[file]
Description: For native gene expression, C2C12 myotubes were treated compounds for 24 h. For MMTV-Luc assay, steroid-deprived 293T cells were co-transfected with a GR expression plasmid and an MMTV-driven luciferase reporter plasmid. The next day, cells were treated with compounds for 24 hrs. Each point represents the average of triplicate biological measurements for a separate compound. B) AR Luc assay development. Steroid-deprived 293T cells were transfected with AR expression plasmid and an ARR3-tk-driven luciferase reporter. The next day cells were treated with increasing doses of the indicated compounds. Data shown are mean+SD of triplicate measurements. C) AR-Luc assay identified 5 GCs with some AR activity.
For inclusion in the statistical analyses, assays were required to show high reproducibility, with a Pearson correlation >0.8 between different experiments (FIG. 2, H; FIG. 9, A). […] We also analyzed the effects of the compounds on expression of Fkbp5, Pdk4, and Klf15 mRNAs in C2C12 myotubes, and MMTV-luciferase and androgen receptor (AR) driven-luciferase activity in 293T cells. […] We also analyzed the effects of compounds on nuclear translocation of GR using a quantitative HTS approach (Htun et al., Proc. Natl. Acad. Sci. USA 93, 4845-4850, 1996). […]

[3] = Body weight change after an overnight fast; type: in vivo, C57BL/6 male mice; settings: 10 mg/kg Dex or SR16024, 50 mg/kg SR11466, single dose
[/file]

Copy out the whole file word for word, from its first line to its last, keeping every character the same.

Description: For native gene expression, C2C12 myotubes were treated compounds for 24 h. For MMTV-Luc assay, steroid-deprived 293T cells were co-transfected with a GR expression plasmid and an MMTV-driven luciferase reporter plasmid. The next day, cells were treated with compounds for 24 hrs. Each point represents the average of triplicate biological measurements for a separate compound. B) AR Luc assay development. Steroid-deprived 293T cells were transfected with AR expression plasmid and an ARR3-tk-driven luciferase reporter. The next day cells were treated with increasing doses of the indicated compounds. Data shown are mean+SD of triplicate measurements. C) AR-Luc assay identified 5 GCs with some AR activity.
For inclusion in the statistical analyses, assays were required to show high reproducibility, with a Pearson correlation >0.8 between different experiments (FIG. 2, H; FIG. 9, A). […] We also analyzed the effects of the compounds on expression of Fkbp5, Pdk4, and Klf15 mRNAs in C2C12 myotubes, and MMTV-luciferase and androgen receptor (AR) driven-luciferase activity in 293T cells. […] We also analyzed the effects of compounds on nuclear translocation of GR using a quantitative HTS approach (Htun et al., Proc. Natl. Acad. Sci. USA 93, 4845-4850, 1996). […]

[3] = Body weight change after an overnight fast; type: in vivo, C57BL/6 male mice; settings: 10 mg/kg Dex or SR16024, 50 mg/kg SR11466, single dose